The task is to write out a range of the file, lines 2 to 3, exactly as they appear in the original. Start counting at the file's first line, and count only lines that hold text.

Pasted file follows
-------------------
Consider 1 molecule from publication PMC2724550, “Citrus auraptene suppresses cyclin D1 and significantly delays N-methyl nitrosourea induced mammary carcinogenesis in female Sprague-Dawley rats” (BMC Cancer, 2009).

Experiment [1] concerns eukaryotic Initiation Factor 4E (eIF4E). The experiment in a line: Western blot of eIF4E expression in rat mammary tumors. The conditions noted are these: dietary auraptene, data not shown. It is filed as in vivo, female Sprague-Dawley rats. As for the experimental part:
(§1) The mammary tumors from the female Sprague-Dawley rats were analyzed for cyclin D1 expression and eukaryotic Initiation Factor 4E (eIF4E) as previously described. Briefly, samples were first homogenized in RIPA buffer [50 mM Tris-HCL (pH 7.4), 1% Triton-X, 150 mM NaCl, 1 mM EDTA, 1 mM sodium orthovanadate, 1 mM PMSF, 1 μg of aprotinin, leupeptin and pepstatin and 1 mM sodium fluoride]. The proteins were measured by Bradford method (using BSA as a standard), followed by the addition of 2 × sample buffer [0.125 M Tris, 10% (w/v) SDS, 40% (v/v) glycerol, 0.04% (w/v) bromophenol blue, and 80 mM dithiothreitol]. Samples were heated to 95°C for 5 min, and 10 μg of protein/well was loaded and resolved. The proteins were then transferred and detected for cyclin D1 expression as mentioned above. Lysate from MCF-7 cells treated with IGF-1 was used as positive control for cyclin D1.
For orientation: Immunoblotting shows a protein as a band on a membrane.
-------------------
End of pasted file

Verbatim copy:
Experiment [1] concerns eukaryotic Initiation Factor 4E (eIF4E). The experiment in a line: Western blot of eIF4E expression in rat mammary tumors. The conditions noted are these: dietary auraptene, data not shown. It is filed as in vivo, female Sprague-Dawley rats. As for the experimental part:
(§1) The mammary tumors from the female Sprague-Dawley rats were analyzed for cyclin D1 expression and eukaryotic Initiation Factor 4E (eIF4E) as previously described. Briefly, samples were first homogenized in RIPA buffer [50 mM Tris-HCL (pH 7.4), 1% Triton-X, 150 mM NaCl, 1 mM EDTA, 1 mM sodium orthovanadate, 1 mM PMSF, 1 μg of aprotinin, leupeptin and pepstatin and 1 mM sodium fluoride]. The proteins were measured by Bradford method (using BSA as a standard), followed by the addition of 2 × sample buffer [0.125 M Tris, 10% (w/v) SDS, 40% (v/v) glycerol, 0.04% (w/v) bromophenol blue, and 80 mM dithiothreitol]. Samples were heated to 95°C for 5 min, and 10 μg of protein/well was loaded and resolved. The proteins were then transferred and detected for cyclin D1 expression as mentioned above. Lysate from MCF-7 cells treated with IGF-1 was used as positive control for cyclin D1.